Det tycks handla om mer än lönen:
If I ignore the contradictory argument in the article that the strike is not really about money, yet the teachers should just accept a deal because the district is offering a raise, I can agree with them that this strike is about the future of Chicago. We just have a different notion of what that future should look like.
For the Tribune, that ideal future seems to be a privatized education system, wherein public schools no longer exist. The Tribune is very explicit in its belief that the solution to the educational issues of Chicago is the destruction of the Chicago Teachers Union. The problem is that they never explain why this will actually improve student education.
So you might ask: if many charter schools have a higher percentage of inexperienced teachers, and perform at a comparable level to traditional public schools, why does experienced teaching matter? If charter schools replace all of our traditional public schools, the advantages that charter schools currently hold would be gone. Charters would be forced to accept and teach all students, no matter their discipline, special education, or parental involvement issues. In this world, with a revolving door of inexperienced teachers ill-equipped to handle those issues, Chicago would see its student test scores decrease, and a decline in the overall educational experience of its students.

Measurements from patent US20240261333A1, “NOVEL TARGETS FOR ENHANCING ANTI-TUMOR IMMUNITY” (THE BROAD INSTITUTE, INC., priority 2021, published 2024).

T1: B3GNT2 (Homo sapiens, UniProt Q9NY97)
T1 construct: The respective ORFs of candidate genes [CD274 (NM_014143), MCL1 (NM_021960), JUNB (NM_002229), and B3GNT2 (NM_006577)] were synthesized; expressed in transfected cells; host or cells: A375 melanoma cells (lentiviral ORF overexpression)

Instead of that vision for Chicago, I hope for a future with strong neighborhood schools where teachers work together with CPS to create safe environments and strong learning communities. I hope for a future Chicago where students learn in classrooms that have small class sizes (which research suggests is beneficial to student learning) and sufficient technology (computer labs, libraries, and climate-controlled environments). I hope for a future Chicago where principals evaluate teachers using a fair, objective, and multi-faceted system, not one that is largely based on student standardized tests (which have been found to be unreliable and invalid at measuring teacher performance). I encourage Chicagoans to share my vision of the future, and to speak out against those that seek to privatize our public education system.